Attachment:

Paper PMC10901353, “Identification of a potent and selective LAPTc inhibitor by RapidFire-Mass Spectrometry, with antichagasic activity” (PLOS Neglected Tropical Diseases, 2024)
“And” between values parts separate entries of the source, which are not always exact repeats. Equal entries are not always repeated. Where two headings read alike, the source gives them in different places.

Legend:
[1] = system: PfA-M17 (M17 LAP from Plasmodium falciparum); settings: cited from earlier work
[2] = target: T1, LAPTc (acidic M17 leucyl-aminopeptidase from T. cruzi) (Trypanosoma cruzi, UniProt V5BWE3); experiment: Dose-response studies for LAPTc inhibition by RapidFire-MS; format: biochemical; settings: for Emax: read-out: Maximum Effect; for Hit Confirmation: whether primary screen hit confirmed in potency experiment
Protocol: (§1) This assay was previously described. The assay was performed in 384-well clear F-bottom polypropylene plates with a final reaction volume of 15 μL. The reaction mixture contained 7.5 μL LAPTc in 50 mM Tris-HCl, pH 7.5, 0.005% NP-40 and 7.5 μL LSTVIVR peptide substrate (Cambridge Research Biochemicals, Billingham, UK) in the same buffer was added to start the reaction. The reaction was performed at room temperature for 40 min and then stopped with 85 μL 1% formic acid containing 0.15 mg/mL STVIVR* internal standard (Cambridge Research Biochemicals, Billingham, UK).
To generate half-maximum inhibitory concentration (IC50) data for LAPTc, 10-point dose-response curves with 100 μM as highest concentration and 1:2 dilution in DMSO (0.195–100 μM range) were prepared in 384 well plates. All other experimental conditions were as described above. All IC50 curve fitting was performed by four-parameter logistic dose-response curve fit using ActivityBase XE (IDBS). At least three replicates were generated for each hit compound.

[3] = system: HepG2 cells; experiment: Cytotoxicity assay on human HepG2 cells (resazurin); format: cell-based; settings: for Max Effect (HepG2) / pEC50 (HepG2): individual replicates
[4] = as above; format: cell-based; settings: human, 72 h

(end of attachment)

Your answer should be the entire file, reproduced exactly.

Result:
Paper PMC10901353, “Identification of a potent and selective LAPTc inhibitor by RapidFire-Mass Spectrometry, with antichagasic activity” (PLOS Neglected Tropical Diseases, 2024)
“And” between values parts separate entries of the source, which are not always exact repeats. Equal entries are not always repeated. Where two headings read alike, the source gives them in different places.

Legend:
[1] = system: PfA-M17 (M17 LAP from Plasmodium falciparum); settings: cited from earlier work
[2] = target: T1, LAPTc (acidic M17 leucyl-aminopeptidase from T. cruzi) (Trypanosoma cruzi, UniProt V5BWE3); experiment: Dose-response studies for LAPTc inhibition by RapidFire-MS; format: biochemical; settings: for Emax: read-out: Maximum Effect; for Hit Confirmation: whether primary screen hit confirmed in potency experiment
Protocol: (§1) This assay was previously described. The assay was performed in 384-well clear F-bottom polypropylene plates with a final reaction volume of 15 μL. The reaction mixture contained 7.5 μL LAPTc in 50 mM Tris-HCl, pH 7.5, 0.005% NP-40 and 7.5 μL LSTVIVR peptide substrate (Cambridge Research Biochemicals, Billingham, UK) in the same buffer was added to start the reaction. The reaction was performed at room temperature for 40 min and then stopped with 85 μL 1% formic acid containing 0.15 mg/mL STVIVR* internal standard (Cambridge Research Biochemicals, Billingham, UK).
To generate half-maximum inhibitory concentration (IC50) data for LAPTc, 10-point dose-response curves with 100 μM as highest concentration and 1:2 dilution in DMSO (0.195–100 μM range) were prepared in 384 well plates. All other experimental conditions were as described above. All IC50 curve fitting was performed by four-parameter logistic dose-response curve fit using ActivityBase XE (IDBS). At least three replicates were generated for each hit compound.

[3] = system: HepG2 cells; experiment: Cytotoxicity assay on human HepG2 cells (resazurin); format: cell-based; settings: for Max Effect (HepG2) / pEC50 (HepG2): individual replicates
[4] = as above; format: cell-based; settings: human, 72 h